I think the 3 things I miss most about California are owning a car, having a grill, and the Mexican food. The later two are especially salient around Cinqo De Mayo which for me used to signal the start of the grilling season.
Like the Mexican food in NYC, Cinco De Mayo is a bit misguided here in the US. Most people think it's the Mexican equivalent of July 4th, but it's actually not even a federal holiday south of the border (Mexican Independence day on September 16th however is). I suspect its prominence in the US has a lot to do with the marketing engines of big tex-mex chains looking for a way to sell more burritos (ironically, this is a food item that doesn't have the wide popularity in Mexico that it does here). Still, it is a good excuse to cook Mexican food especially something a bit more elaborate that takes about a day to make.
One of my favourite tacos, Tacos Al Pastor ("shepherd style") likely originated from Lebanese immigrants who made their way to Mexico and brought with them Shawarma. Like any food that emigrates from one place to another, changes are made to include locally available ingredients and to suit local palettes. In this case, the meats were flavored with various chiles and then topped with a pineapple while roasting.
The pineapple, aside from adding some sweetness and acidity, also has an enzyme called bromelain that breaks down proteins making the meat very tender. Since we don't all have shawarma spits at home, I've adapted this recipe to work in an oven or on a cooler grill. The pineapple goes into the marinade which gets layered into the roast and is then left to marinade for a short amount of time.
The meat is stunningly tender with a distinct earthy-smokey flavor coming from the dried chiles and a nice balance of sweetness, tartness and salt. I like my tacos simple (like they serve them at taquerias in Mexico) and load up a double layer of corn tortillas with meat then add a bit of minced sweet onion, cilantro and salsa verde on top.
For salsa verde
- Put the pork in the freezer until its firm enough to cut (about 30 minutes).
- Remove the seeds and stems from the chilies and put them in a bowl. Boil some water and pour it onto the chilies and allow them to rehydrate (about 10 minutes). Put the chilies in a food processor along with all the other marinade ingredients and process until smooth. Add the marinade to a pot and bring to a boil for 5 minutes. This destroys some of the enzymes in fresh pineapple that can turn your meat into mush. Turn off the heat then let the marinade cool to room temperature.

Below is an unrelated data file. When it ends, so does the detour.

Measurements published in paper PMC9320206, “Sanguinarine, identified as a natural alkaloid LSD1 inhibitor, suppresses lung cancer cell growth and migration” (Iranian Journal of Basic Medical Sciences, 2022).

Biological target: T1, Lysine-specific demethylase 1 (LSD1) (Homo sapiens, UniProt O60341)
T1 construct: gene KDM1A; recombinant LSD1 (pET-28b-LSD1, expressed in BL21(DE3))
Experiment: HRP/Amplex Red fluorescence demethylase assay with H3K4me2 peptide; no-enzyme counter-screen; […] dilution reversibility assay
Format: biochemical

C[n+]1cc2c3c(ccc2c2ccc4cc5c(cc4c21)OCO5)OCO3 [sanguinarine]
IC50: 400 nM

- Take the roast out of the freezer and orient the roast how you'd have it sitting in the roasting pan (fat side up). The idea here is that you want to slice the meat into 1/2" thick slices that will stack on top of each other in the roasting pan. I don't slice all the way through which helps when you're trying to put the roast back together.
- Slather the marinade between each layer until every nook and cranny is covered. Tie the roast back together. Cover it and allow it to marinade for no more than an hour. Fresh pineapple has a powerful enzyme that breaks down proteins and while heating it destroys some of the enzymes, it's still a powerful meat tenderizer. If you're using canned pineapple let it marinate overnight as most of the enzyme is destroyed in the canning process.
- When the roast is ready to go in the oven, set the oven to 450 degrees F. Put the roast on a rack in a roasting pan and add water to the bottom of the pan (this is to keep the drippings from smoking). Roast for 30 minutes at this temperature then place the pineapple slices on top of the roast and turn down the heat to 300 degrees F. Roast until the meat is tender (about 3 hours).
- After removing the meat from the oven, cover it with foil and let it rest for about 20 minutes. When you're ready to serve, just cut the meat up into small cubes. I like to pan fry it at this point to give the pieces a bit more caramelization but it's up to you.
- To assemble the tacos just heat up a pile of tortilla's in the microwave covered with a damp paper towel for about 30 seconds. Using 2 tortilla's per taco, fill with meat, then top with minced onions, cilantro and salsa verde. Serve with a wedge of lime for squeezing.
- For Salsa Verde
- Move your oven rack to the top position and lay down a piece of foil. Score the bottoms of the tomatillos (so they don't explode) then place them on the foil. Place the jalepenos skin side up around the tomatillos along with the onions and garlic. Turn the broiler on and allow everything to get a nice bubbly char going on. Using tongs, flip things over and then char the other side. The smaller items like onion and garlic may need to come out first.
- Flake off any excess char (you want to keep some of it) then toss everything in a food processor along with the cilantro and salt and pepper. Process until smooth.